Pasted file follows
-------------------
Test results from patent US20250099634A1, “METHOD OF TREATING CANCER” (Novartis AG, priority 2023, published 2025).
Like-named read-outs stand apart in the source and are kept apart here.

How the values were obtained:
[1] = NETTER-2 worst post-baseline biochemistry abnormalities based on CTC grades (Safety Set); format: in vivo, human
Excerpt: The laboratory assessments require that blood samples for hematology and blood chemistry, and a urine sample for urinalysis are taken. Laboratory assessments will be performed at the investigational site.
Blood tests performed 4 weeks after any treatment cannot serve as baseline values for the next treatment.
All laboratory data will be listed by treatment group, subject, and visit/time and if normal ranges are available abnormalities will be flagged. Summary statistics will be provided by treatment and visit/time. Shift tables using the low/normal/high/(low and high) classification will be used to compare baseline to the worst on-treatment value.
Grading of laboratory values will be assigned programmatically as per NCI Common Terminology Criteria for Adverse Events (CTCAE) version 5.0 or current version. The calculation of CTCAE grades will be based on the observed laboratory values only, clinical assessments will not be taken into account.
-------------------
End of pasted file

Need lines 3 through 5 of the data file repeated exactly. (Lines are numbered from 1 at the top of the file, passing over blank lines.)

How the values were obtained:
[1] = NETTER-2 worst post-baseline biochemistry abnormalities based on CTC grades (Safety Set); format: in vivo, human
Excerpt: The laboratory assessments require that blood samples for hematology and blood chemistry, and a urine sample for urinalysis are taken. Laboratory assessments will be performed at the investigational site.